Actually, according to most newspaper accounts of the time, Mize had a “growth on his side” that had to be removed. There was the groin problem, but the Reds gave the “growth on his side” as the reason that they returned Mize to the Cardinals. I wonder what kind of growth it was. Anyway, in answer to your question, Gary, the Reds general manager was Larry McPhail and the manager Charlie Dressen. According to an Associated Press article on page 16 in the Rochester (N.Y.) Democrat and Chronicle on April 16, 1935, the Reds returned Mize to the Cardinals the day before. The Cardinals had sold Mize to the Reds for $55,000 dollars. Although Dressen, according to the article, described Mize as “the greatest rookie first baseman I have ever seen”, the ever-impulsive McPhail couldn’t wait until next year and didn’t want to take a chance on Mize. After hitting well for the Cardinal’s Rochester (N.Y.) team in the International League in 1935, Mize came up to St. Louis in 1936 and wowed the Redbird faithful with a .329 batting average, 19 home runs, and 93 runs batted in, and Mr. Dressen, no doubt, was quite a bit angry at Mr. McPhail. McPhail did a LOT of things that made people sorta angry, as you will find out if you read Harold Parrott’s excellent and witty book “The Lords of Baseball. (Harold Parrott knew a lot of inside stuff about McPhail as both a sportswriter for the Brooklyn Eagle and, later on, as the traveling secretary for the Dodgers. It’s an enjoyable book.


      • glen715 Says:

        Also, in a locally-written article in the Cincinnati Enquirer of that very same day (opening day of 1935 for the Reds, incidenatally, in Pittsburgh) reads as follows: “It was with regret that Johnny Mize, one of the best-looking youngsters who ever came up from the minors, was given his return papers was given his return papers to the St. Louis club yesterday.

        Manager Dressen almost had tears in his eyes when he bade the smart first-baseman good-bye, for he had counted for weeks on starting him with the rest of the kid infield today. But the condition of Mize’s leg was such that it would have been folly to pay any such sum as $55,000 for his release at this time and the club officials and the manager were agreed on the matter.

        They all hope that Johnny will submit to an operation which will correct his trouble and that he will be back with the club again next year.”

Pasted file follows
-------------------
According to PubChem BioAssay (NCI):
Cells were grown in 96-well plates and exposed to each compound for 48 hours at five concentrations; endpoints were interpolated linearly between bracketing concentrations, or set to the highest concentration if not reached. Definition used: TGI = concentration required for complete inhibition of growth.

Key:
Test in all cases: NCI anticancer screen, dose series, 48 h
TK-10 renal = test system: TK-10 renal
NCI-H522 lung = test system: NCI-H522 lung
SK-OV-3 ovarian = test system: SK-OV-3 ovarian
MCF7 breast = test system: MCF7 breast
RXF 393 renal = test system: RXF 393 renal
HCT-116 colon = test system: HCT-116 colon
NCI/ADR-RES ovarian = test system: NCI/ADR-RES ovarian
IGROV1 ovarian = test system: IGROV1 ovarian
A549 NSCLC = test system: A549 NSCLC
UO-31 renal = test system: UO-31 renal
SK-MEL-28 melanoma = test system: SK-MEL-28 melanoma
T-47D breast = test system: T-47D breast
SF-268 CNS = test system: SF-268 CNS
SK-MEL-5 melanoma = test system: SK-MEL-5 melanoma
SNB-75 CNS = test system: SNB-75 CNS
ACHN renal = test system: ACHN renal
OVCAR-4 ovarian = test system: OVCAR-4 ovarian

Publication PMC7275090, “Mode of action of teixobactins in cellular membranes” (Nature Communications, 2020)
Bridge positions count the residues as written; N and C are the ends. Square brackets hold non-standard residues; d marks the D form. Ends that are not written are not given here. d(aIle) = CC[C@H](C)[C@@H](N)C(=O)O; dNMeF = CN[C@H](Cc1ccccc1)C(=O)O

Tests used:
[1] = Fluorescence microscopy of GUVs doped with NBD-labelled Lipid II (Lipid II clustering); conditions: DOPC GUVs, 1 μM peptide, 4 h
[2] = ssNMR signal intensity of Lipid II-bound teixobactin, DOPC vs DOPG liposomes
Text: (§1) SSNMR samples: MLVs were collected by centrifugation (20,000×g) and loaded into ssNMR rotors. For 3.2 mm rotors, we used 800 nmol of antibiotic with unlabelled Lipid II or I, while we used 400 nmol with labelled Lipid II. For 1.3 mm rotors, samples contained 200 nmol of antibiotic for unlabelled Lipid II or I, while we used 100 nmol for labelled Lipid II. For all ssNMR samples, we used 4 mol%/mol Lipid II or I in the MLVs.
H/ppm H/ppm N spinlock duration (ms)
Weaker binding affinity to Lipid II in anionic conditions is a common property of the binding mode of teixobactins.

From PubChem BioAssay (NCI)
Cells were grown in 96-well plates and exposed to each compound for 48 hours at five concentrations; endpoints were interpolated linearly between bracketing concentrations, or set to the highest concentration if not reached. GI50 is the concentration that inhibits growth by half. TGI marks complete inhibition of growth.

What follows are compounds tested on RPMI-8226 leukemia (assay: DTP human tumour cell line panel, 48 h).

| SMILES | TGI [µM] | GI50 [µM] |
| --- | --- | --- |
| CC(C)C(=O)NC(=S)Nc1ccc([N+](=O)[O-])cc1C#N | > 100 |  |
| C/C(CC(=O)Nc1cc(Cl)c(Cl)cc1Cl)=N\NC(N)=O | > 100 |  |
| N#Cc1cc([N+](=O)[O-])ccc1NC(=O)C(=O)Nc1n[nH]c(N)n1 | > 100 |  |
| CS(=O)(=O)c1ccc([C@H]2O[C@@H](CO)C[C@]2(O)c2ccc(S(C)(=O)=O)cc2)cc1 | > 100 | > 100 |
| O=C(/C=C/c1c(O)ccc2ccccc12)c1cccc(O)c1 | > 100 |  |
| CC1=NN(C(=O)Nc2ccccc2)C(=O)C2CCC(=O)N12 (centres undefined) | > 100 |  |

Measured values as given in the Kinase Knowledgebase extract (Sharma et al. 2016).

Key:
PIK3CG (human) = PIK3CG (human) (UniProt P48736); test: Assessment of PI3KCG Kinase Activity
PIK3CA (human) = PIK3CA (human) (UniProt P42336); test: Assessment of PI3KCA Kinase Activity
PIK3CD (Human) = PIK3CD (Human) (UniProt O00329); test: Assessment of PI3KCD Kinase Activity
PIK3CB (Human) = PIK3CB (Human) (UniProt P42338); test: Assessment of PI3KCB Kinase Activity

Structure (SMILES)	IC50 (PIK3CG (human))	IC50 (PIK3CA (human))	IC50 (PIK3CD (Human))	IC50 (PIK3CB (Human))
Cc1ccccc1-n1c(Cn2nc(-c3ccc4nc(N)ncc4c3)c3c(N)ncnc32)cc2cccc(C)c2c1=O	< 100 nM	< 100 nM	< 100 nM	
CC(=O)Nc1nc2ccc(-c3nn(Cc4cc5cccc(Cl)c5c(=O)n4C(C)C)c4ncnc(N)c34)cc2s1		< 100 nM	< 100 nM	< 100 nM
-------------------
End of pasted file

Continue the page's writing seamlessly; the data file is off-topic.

(This was on Page 13 of the Enquirer of that day).

        This last sentence seems to make no sense, as the only club he could possibly be back with next year would be the St. Louis Cardinals.


  3. glen715 Says:

    Also, I figured you might be interested in this video—-

    Local and state officials gathered for a bridge naming ceremony in Demorest, Georgia (Johnny Mize’s home town) on Tuesday, July 7, 2015 for a bridge naming ceremony honoring Mize. He returned to his hometown after retiring from the big leagues in 1953.

    He walked and drove and maybe even hopped and skipped, over this bridge, which was built over Hazel Creek, many times.

    Among those in attendance were members of the Demorest City Council, Habersham County Commisioner Natalie Crawford, Habersham Chamber of Commerce President Dr. Judy Taylor, State Representative Terry Rogers and State Senator John Wilkinson.

    Here’s the video. It makes mighty fine watching.


    • verdun2 Says:

      Thanks, Glen. Hadn’t seen this.

      • glen715 Says:

        V, I recently started to subscribe to newspapers.com, and it really is a great source of newspaper research. That’s how I found out that stuff that I posted, and much more. Even as an eleven year old kid, I enjoyed going to the public library and looking up things on newspaper microfilm on the big, bulky, crank wind-up microfilm machines, and newspaper research has always has fascinated me.

        I think that cranking that microfilm machine (and I did a lot of cranking on it with my right hand, which is also my throwing hand), kept my arm in shape for my “awesome” stickball pitching career. (I walked more batters than anyone in stickball history and when I DID have control, I gave up a LOT of home runs that went into the nearby basketball court at Plaza Elementary School in Baldwin, New York. I developed myself into a pretty good hitter, though, when I taught myself to bat lefthanded, and when I hit lefty, I was always Wayne Garrett (at least in my mind).